image of a coyote



Coyotes in Niagara-on-the-Lake

The Town understands there has been concern about coyotes in Niagara-on-the-Lake. Public safety is of the utmost importance to the Town, and we take these concerns very seriously. Staff has taken several steps to investigate these concerns, including but not limited to reaching out to community partners such as: 

  • Coyote Watch Canada,
  • Humane Society of Greater Niagara (Phone: 905-682-0767, Email:,
  • Ministry of Northern Development, Mines, Natural Resources and Forestry (MNRF)
  • Niagara Regional Police Service (NRPS),
  • Trapper, and 
  • Municipal partners

Representatives from the Humane Society of Greater Niagara continue to patrol various areas of concern to support residents and provide public education. If you wish to contact them, please call 905-682-0767 or 1-800-263-2469 (after hours, press 1 for emergencies).

Report a Coyote Sighting

Please click the button below to report a coyote sighting.

Report a Coyote Sighting

There have been a total of 11 coyote sighting reports submitted since January 1, 2024.

There has been 4 sighting reported since March 1, 2024.

In-Person Coyote Encounter Demonstration

An In-Person Coyote Encounter Demonstration led by Coyote Watch Canada and Humane Society of Greater Niagara, with support from the Town of Niagara-on-the-Lake, was held on May 11 at the back field of the Niagara-on-the-Lake Community Centre for residents to learn how to properly react and respond to a coyote encounter. 

Emergency Situations

It is vital that anyone in an emergency situation with a coyote, such as a coyote cornering humans or showing signs of potential rabies, should call 9-1-1 immediately. Police are authorized to handle these situations and frequently engage the Humane Society when they attend the call.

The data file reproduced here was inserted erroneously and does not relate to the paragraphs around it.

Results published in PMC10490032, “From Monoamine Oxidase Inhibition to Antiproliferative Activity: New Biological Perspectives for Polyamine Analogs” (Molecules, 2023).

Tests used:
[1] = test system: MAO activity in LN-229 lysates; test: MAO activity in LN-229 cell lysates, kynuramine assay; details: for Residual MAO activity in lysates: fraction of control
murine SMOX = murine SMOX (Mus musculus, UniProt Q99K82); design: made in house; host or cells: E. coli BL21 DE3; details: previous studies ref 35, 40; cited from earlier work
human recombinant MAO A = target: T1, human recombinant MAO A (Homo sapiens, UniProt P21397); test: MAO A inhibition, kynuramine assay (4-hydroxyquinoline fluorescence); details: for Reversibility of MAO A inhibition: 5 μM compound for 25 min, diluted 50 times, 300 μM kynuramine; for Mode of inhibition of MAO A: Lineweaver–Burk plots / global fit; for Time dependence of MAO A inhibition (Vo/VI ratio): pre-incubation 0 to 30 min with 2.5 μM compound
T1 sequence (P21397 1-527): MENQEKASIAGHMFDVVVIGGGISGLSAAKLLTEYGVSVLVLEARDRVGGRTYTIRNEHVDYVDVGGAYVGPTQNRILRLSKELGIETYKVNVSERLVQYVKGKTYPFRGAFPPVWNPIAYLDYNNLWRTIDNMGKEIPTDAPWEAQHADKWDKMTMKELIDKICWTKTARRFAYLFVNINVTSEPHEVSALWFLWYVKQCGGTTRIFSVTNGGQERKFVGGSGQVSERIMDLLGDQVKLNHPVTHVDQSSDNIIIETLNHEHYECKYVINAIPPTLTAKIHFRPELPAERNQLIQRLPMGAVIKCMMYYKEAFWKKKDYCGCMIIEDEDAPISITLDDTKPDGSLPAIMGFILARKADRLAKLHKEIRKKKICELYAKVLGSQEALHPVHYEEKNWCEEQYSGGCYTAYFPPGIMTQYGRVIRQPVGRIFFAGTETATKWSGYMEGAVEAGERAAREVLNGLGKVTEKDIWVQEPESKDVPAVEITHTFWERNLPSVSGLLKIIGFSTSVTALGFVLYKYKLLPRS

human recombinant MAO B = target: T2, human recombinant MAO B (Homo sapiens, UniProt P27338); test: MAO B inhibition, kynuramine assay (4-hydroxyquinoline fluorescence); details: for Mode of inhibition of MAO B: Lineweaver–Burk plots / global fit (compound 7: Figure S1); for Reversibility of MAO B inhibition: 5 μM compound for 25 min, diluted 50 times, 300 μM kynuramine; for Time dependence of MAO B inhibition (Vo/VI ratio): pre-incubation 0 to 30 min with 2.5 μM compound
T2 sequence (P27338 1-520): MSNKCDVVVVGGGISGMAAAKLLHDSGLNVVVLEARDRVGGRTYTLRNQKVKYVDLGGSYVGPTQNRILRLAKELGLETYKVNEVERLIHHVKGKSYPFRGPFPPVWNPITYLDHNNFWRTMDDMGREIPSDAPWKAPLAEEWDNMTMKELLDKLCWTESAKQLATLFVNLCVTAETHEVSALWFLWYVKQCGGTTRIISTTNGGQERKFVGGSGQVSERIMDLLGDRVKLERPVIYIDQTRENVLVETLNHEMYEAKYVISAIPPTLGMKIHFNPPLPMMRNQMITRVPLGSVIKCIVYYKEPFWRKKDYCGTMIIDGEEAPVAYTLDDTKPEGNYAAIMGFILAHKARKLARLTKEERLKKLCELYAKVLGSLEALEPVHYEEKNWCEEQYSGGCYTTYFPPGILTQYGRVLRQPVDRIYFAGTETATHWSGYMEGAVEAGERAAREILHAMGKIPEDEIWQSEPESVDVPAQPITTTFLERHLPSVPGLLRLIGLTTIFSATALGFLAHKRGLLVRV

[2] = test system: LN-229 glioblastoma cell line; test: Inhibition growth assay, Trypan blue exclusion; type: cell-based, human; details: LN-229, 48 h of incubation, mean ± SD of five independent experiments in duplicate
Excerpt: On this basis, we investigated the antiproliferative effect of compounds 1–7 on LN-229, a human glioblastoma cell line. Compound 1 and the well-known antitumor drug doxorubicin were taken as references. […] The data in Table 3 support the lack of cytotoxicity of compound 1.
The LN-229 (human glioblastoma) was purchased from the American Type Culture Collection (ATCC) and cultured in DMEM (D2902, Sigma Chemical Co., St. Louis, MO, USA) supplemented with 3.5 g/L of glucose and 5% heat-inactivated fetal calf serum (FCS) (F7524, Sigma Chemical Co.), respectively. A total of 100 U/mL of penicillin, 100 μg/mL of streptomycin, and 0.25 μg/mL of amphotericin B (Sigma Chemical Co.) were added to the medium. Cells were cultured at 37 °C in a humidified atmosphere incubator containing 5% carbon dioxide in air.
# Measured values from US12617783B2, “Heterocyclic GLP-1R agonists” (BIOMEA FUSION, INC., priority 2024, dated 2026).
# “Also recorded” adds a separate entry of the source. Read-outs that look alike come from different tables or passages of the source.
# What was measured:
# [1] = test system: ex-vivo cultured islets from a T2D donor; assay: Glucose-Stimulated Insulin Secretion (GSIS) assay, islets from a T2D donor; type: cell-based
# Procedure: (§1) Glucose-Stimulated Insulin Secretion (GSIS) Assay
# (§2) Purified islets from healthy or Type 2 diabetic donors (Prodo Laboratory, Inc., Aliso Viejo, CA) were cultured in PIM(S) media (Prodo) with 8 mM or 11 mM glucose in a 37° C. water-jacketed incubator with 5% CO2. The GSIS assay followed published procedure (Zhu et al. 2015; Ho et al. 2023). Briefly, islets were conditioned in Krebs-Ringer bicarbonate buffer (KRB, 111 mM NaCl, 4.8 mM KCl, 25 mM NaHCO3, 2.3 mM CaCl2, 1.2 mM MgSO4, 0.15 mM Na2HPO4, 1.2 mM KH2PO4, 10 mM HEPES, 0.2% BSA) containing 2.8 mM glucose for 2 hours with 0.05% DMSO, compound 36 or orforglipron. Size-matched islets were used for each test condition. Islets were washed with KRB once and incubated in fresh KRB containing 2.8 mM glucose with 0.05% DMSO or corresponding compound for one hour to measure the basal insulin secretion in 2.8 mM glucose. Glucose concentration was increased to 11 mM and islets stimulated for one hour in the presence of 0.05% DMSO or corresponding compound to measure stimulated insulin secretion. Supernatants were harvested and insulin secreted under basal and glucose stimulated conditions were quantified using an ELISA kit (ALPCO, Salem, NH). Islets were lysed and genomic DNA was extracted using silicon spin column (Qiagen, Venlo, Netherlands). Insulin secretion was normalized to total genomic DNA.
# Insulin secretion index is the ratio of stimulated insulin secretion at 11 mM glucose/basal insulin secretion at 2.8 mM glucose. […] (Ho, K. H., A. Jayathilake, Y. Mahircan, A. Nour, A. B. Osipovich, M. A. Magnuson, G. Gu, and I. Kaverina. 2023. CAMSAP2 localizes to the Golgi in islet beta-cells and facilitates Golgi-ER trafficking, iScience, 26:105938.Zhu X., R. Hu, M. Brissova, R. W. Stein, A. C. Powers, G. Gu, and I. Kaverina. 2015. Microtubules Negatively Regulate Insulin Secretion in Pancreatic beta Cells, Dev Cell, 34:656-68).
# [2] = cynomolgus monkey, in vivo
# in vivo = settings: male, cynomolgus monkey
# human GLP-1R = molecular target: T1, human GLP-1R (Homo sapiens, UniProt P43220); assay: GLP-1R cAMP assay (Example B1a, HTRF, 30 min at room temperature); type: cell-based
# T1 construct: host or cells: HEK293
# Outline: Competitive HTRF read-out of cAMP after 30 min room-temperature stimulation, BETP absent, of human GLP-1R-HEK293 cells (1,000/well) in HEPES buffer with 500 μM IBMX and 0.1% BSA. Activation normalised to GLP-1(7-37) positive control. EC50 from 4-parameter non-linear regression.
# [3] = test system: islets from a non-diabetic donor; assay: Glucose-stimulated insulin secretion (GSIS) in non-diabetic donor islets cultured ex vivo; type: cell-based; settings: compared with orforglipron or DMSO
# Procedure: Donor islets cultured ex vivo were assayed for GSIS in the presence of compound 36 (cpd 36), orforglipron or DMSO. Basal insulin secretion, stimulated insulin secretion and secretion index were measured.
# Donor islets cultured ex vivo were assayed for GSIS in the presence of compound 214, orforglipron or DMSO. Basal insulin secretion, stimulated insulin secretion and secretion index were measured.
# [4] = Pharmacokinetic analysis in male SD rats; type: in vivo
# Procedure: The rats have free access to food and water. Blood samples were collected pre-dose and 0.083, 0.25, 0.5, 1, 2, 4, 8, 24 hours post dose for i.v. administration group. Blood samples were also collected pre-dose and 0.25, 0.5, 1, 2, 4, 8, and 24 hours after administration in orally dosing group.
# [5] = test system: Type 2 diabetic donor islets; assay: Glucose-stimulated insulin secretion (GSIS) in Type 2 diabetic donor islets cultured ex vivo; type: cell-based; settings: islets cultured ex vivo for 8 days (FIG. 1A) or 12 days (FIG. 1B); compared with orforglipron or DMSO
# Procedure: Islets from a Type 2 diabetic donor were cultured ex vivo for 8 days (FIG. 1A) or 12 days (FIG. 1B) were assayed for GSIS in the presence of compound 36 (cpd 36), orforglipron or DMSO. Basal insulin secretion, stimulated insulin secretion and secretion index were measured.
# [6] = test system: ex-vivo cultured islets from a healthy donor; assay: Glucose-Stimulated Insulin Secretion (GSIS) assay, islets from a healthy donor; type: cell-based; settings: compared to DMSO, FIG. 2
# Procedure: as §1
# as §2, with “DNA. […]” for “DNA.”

With an increasing amount of coyote concerns, Town Staff has recently distributed educational packages and important information to affected residents. You can also find more educational information on the Town's social media pages and local newspapers and on signage in park areas where coyote presence has been identified.

The information on this page has been sourced from Coyote Watch Canada. Please read this page in its entirety and see the additional helpful resources at the bottom. Every effort is being made to efficiently and effectively respond to these concerns.

Coyote sightings are not uncommon in the Niagara Region. They have been a vital part of our ecosystem for many years. By applying common sense, preventative techniques, and being aware of the diversity of wildlife that we share our living spaces with, we can minimize human and wildlife conflict. When coyote sightings increase, many times, these sightings are due to humans intentionally or unintentionally providing a food source. An overflowing bird feeder, mishandling of compost, and fallen fruit attract a diverse range of prey species such as rodents, squirrels, chipmunks, and insects, which coyotes will utilize as food. Consider that the birds and small mammals that frequent bird feeder stations are potential prey food for other predator species such as owls, hawks, foxes, and domestic pets.

Reminder About Feeding Coyotes

Decreasing food sources have proven to be significantly helpful in reducing the presence of coyotes in particular areas. Therefore, residents are reminded to eliminate/cover all exterior food sources, including pet food, bird feeders, uncovered garbage, and recycling bins. The Town is also installing steel lids on public garbage cans in the Garrison Village neighbourhood and increasing the frequency of garbage pickups to assist with mitigation efforts. 

What to do about a coyote that frequently visits your backyard

Check your property for wildlife attractants and never allow a coyote to linger or bed down near your home or business. Print and follow the Wildlife Proofing Quick Tips PDF available below.

Applying simple low-intensity hazing techniques will send a clear message to a coyote that they are not welcomed: